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I've been a Canberran since moving here from Adelaide on the first day of 1980. I now live in suburban Duffy with my partner Louise Maher, ABC 666 radio and on-line journalist. Among my early memories is following Sleepy Lizards (Shinglebacks) around the paddocks north of Adelaide, guarded by the faithful bull terrier. I have always been passionate about the natural world, trying to understand how it works, how the nature of Australia came to be, and sharing those understandings. My especial passions are birds, orchids and mammals. For much of my life I have been a full-time naturalist, running bush tours, writing books etc, doing consultancies, presenting a regular radio slot on local ABC, chairing a government environment advisory committee and running adult education classes. Recently I have eased back somewhat, but am still writing, teaching, doing some radio work and running overseas tours - as part of my fascination with our Gondwanan origins I've been running tours to South America for the past decade. I was awarded the Australian Plants Society Award in 2001 and the Australian Natural History Medallion in 2006, both for services to education and conservation.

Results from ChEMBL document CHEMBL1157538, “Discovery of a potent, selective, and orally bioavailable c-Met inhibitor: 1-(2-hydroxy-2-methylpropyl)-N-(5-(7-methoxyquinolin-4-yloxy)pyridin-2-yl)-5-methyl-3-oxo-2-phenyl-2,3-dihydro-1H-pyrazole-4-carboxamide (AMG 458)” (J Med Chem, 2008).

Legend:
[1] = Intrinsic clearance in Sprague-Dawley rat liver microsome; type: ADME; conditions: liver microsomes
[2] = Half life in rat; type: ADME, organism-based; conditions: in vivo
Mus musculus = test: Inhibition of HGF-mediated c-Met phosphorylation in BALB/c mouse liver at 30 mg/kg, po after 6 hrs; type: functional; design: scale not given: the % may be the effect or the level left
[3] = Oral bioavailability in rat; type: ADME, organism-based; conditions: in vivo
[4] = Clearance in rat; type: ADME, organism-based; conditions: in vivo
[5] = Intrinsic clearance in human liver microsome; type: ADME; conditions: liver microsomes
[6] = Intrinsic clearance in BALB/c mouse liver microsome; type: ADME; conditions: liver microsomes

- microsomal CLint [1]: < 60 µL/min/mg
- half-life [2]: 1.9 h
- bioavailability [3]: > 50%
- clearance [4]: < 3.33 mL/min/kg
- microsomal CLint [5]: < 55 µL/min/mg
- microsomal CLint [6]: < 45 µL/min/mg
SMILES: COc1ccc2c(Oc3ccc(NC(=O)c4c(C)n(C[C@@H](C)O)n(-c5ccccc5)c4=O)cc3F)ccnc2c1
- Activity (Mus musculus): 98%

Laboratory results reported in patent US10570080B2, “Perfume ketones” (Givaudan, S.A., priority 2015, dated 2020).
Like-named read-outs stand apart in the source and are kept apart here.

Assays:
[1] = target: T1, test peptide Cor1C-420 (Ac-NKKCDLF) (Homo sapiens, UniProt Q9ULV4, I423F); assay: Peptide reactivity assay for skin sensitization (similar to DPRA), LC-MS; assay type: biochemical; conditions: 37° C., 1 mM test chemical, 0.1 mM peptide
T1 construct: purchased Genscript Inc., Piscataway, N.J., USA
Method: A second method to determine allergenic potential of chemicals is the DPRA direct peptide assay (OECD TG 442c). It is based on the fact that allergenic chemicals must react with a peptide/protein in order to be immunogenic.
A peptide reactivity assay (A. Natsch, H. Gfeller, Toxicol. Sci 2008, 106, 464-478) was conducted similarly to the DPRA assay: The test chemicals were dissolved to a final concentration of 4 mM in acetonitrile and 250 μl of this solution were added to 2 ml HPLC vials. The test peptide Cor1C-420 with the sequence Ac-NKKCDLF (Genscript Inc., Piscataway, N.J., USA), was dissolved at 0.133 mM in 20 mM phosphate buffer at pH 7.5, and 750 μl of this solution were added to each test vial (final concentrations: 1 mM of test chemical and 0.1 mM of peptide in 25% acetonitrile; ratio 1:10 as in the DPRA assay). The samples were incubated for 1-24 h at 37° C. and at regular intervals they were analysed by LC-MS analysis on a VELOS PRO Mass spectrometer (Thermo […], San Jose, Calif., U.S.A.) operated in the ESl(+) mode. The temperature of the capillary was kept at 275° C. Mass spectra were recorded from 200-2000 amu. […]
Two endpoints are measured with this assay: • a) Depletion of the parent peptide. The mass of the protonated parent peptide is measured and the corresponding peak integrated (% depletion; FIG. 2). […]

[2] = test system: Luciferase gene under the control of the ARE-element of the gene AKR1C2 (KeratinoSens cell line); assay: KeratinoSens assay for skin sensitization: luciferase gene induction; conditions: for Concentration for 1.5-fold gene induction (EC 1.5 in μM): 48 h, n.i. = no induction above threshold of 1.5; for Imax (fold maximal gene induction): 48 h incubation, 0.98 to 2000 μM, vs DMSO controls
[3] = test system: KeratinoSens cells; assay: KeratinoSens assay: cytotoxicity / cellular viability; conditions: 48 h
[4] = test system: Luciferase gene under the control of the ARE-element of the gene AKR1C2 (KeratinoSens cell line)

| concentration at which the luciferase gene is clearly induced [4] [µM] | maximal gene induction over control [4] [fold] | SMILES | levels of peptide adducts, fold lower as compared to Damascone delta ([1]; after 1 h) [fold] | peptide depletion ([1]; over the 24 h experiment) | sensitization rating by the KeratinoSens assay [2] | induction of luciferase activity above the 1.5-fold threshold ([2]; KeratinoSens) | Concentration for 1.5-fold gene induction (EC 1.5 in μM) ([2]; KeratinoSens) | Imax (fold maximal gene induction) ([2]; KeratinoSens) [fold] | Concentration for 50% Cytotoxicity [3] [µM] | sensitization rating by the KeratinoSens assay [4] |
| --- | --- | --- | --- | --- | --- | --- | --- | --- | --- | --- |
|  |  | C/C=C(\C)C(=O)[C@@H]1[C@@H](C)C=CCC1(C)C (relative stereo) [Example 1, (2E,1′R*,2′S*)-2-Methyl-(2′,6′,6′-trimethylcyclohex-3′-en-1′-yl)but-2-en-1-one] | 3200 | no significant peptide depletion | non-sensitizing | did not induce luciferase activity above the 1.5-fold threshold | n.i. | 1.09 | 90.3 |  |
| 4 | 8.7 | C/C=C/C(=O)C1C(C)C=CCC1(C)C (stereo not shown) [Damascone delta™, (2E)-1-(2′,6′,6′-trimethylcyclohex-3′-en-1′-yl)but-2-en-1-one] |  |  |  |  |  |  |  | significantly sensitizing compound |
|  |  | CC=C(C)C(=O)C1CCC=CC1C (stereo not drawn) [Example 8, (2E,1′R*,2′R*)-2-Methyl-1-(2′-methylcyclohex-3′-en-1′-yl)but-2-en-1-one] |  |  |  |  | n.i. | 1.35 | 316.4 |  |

Monday, 17 November 2014

Walking Watarrka; the King's Canyon Rim walk

After a couple of postings reflecting some personal highlights of my recent trip to Ecuador, it's probably time to come a bit closer to home for this one. 

The George Gill Range lies 300 kilometres south west of Alice Springs in central Australia, and about the same distance north-east of the more famous Uluru-Kata Tjuta National Park. It was named in 1872 by one of the toughest of all 19th century European desert explorers, Ernest Giles (who will surely feature here one day in his own right), somewhat prosaically for his brother in law, George Duff Gill of Melbourne, who helped finance the expedition. The western end of the range, covering some 72,000 hectares, has since 1983 been protected as Watarrka National Park.
Views of the George Gill Range, above and below, from the north.